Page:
Research shows that about twenty percent of all golfers regularly score better than ninety for eighteen holes on a regulation length golf course; on a course rated seventy-two, that score translates into an eighteen handicap.
Enter the trials and tribulations of Larry David, who, in the current issue of The New Yorker Magazine, discusses the stages of his golf game which led from anger to denial and finally to his acceptance of the word 'fore'.
It's amazing how even the most jocular sorts turn dead serious when discussing their golf game and have even injected golf into their "schtick".
Ray Romano's character in "Men of A Certain Age" is a scratch golfer attempting to gain entrance to the Senior Tour. Larry David, ever the sad-sack golfer in "Curb Your Enthusiasm", enlightens readers in this article as to why he should probably never again play golf at Riviera Country Club.
Both comedians love the sport and both are relatively good golfers: Romano's handicap (12.6) and David's handicap (13.6) fluctuate but are within a few strokes of each other. The difference is the way each celebrity golfer approaches the game.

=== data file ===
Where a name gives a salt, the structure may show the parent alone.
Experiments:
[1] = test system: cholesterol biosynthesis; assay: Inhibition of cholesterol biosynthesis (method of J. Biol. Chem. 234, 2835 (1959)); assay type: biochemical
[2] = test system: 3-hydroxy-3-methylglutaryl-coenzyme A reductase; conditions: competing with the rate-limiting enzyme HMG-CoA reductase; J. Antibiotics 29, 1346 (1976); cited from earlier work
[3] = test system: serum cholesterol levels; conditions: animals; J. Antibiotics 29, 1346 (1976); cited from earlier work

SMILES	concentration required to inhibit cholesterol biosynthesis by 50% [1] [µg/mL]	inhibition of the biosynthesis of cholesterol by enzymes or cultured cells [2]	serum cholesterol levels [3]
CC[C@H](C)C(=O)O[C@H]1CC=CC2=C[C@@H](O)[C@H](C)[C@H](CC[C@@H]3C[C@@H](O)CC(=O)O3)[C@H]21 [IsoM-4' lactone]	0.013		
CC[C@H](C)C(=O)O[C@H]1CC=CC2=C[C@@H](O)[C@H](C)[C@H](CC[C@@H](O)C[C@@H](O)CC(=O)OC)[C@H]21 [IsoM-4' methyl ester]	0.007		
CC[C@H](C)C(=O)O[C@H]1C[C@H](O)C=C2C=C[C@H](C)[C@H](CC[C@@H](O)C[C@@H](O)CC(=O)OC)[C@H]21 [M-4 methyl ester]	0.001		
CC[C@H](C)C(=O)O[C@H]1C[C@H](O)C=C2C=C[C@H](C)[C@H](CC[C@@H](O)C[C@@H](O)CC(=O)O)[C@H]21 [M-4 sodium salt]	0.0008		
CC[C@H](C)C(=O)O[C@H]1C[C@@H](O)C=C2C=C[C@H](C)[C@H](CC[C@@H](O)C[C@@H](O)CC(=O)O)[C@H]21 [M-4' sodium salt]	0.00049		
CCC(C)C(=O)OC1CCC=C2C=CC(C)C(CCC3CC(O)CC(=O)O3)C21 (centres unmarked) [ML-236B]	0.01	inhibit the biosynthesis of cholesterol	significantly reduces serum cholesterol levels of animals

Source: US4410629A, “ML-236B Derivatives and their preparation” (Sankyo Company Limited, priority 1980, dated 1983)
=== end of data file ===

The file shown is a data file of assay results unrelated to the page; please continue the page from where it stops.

Romano practices regularly and has even engaged the services of Hank Haney in order to try and break eighty. On the other hand, although Larry David (with a bit of help) could perhaps one-day become a single-digit handicapper, he has chosen to accept his shortcomings maintaining, "I’ll never be good. It’s just not something I’m suited for. That’s O.K."
What irks me is how Larry David habitually belittles his ability, "golf is just a hobby I stink at", when the average guy can barely break 100!
Curb Your Enthusiasm Larry...
photo credit: Larry David on Myspace
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